So overall, both Brian and I thought it was quite good and it did go very well with the ribs. It turns out that kale tastes kinda like broccoli, and is less bitter than swiss chard so it is probably easier to cook with. Next up, I am going to try adding it to a creamy pasta sauce. 🙂
- Kale, Kale, Kale! (enjoythisorganiclife.wordpress.com)
- Riding The Kale Express (foodnthoughtpeddler.com)
- Kale with Bacon and Cannellini Beans (shanehalbach.com)
I’ve been waiting all summer for all three varieties of cherry tomatoes to ripen, and it finally happened:) I’m super excited to use them in salads because they have a high ornamental factor and because garden tomatoes taste so much better than store bought!
Now that its been a few months since our vacation to Italy, I’ve been craving Caprese Salad in particular. Its one of my favorite types of salad (which maybe has something to do with the quantity of cheese and lack of lettuce) and it’s excellent when it’s made with fresh, good quality ingredients. I have been trying to track down some some good quality buffalo mozzarella since usually I am stuck using bocconcini (I don’t find it as flavorful). I finally found some at Costco last weekend and with a rainbow of ripe tomatoes, it was time to make Caprese Salad!
Like the bruschetta from my earlier post, there’s no recipe with specific amounts. All you need is three main ingredients, tomatoes, basil and fresh buffalo mozzarella, in whatever quantity you choose. If you’d like, you can drizzle with good quality olive oil or balsamic reduction to serve. The challenge with the cherry tomatoes is assembling everything on the plate in an organized artful manner. Luckily I had Brian to help with that:)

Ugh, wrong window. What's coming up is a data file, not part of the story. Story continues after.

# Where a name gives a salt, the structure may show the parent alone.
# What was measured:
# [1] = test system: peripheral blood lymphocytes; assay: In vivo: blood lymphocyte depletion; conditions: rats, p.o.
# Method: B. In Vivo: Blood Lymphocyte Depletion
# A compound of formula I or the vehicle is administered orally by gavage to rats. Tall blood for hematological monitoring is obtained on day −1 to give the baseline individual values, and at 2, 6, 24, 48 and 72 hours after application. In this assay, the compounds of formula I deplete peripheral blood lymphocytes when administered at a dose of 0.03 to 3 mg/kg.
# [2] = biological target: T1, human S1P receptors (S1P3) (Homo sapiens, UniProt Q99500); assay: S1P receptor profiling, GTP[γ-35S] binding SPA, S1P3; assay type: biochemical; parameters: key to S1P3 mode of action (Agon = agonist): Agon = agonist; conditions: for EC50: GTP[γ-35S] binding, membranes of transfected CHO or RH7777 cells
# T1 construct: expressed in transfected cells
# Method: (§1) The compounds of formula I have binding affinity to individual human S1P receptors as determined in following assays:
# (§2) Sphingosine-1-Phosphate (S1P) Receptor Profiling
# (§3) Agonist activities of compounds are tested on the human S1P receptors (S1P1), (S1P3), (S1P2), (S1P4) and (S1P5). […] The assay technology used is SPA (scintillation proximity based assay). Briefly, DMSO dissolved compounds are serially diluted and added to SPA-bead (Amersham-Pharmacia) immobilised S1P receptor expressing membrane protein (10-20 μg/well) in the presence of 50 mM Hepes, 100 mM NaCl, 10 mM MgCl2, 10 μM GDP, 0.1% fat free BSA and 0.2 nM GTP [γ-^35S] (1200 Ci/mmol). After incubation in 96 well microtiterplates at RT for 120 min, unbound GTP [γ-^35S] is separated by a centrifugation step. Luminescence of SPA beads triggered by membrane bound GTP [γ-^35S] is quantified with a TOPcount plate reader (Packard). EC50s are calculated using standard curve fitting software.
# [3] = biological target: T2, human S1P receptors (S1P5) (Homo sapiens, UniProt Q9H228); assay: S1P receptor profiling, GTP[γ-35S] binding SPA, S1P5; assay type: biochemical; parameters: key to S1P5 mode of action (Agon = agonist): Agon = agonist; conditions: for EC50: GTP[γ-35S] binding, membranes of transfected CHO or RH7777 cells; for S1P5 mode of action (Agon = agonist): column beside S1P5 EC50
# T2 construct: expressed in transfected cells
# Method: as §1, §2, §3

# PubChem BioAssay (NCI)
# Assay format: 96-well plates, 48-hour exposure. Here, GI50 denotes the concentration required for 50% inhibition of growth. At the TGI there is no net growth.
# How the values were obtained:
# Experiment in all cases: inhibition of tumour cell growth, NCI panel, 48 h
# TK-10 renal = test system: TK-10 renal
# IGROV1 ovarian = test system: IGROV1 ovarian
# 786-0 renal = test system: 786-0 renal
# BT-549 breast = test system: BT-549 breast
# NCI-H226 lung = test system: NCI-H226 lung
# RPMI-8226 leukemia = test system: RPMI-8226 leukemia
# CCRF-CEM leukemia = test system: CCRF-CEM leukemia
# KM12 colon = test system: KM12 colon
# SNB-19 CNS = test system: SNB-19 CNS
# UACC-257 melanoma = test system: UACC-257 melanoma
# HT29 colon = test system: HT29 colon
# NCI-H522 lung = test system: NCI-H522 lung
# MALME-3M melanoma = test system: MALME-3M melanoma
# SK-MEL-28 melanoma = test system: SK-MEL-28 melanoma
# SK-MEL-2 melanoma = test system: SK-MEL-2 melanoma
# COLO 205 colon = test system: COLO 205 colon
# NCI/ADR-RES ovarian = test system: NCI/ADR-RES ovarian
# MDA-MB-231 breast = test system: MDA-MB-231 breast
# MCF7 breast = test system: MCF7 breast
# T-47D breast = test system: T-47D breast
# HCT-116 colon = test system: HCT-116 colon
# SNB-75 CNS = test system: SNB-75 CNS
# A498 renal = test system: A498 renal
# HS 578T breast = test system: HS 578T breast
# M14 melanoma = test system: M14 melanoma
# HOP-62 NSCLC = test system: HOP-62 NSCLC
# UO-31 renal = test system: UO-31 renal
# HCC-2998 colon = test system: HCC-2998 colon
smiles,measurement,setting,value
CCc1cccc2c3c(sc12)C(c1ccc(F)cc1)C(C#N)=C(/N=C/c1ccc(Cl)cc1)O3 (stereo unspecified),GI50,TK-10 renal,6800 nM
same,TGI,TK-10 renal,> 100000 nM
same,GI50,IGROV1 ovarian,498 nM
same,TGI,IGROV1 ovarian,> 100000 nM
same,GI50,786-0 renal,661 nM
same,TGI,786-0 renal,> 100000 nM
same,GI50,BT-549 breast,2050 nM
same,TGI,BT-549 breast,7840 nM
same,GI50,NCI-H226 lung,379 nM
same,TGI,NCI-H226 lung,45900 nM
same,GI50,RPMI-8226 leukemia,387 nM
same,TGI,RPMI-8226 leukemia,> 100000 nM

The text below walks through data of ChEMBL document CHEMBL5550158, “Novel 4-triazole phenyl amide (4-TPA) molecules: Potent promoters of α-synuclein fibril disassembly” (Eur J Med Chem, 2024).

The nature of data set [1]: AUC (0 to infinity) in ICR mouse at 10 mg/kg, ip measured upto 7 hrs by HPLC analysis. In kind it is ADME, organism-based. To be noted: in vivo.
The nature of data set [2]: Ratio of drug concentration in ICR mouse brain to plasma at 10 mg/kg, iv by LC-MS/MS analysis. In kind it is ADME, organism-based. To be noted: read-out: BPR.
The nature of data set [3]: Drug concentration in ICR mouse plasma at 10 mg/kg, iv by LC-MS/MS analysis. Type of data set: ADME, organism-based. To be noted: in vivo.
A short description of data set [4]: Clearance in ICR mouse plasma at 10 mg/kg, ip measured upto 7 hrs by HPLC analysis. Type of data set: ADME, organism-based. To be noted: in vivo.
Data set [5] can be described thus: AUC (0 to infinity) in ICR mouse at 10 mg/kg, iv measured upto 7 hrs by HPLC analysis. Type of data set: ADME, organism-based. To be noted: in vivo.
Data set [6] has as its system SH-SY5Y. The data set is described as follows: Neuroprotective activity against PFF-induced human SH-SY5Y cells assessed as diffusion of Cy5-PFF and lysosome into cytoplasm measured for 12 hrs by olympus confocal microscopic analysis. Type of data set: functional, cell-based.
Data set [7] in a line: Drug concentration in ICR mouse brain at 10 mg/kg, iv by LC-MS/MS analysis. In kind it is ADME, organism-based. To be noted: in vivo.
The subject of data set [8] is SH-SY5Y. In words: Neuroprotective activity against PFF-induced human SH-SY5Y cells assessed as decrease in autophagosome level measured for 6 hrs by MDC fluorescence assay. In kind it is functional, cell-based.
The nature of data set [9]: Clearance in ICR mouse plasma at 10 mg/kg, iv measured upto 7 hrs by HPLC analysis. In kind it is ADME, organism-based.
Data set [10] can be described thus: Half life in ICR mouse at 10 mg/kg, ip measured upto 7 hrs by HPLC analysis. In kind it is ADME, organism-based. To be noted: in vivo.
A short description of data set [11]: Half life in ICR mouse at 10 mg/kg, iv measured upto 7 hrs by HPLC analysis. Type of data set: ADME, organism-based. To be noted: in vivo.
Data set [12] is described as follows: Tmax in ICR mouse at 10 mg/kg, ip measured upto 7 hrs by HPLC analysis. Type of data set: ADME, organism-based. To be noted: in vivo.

Here are a couple links to previous posts with info on the variety of tomato plants I grew:
With an abundance of tomatoes from the garden, we’ve been using them in all sorts of things. I made this bruschetta the other day using ingredients from the garden. The only ingredient that didn’t come from the garden is the garlic (next year I plan to plant some though!). I sometimes find the standard bruschetta we make a little too oniony, so the mild onion flavor from the chives was a nice change. Below is the basic recipe. I didn’t keep track of quantities, but I would recommend using whatever quantity you like based on personal preference anyways 🙂
Ingredients: Cherry tomatoes, basil, chives and 1 clove of garlic. Salt and pepper to taste.
Instructions: Slice the tomatoes into quarters, rip up the basil leaves and chop the chives to whatever size you like. Dice the garlic or use a garlic press. Combine all ingredients and let flavors mix. Cut the baguette into slices and toast them in the oven using the broil setting. You can drizzle the bread with good olive oil before spooning on the bruschetta, but this is optional. Serve pre-assembled on a tray or put out a basket of toasted bread and the bowl of bruschetta and let everyone assemble their own.
The final product: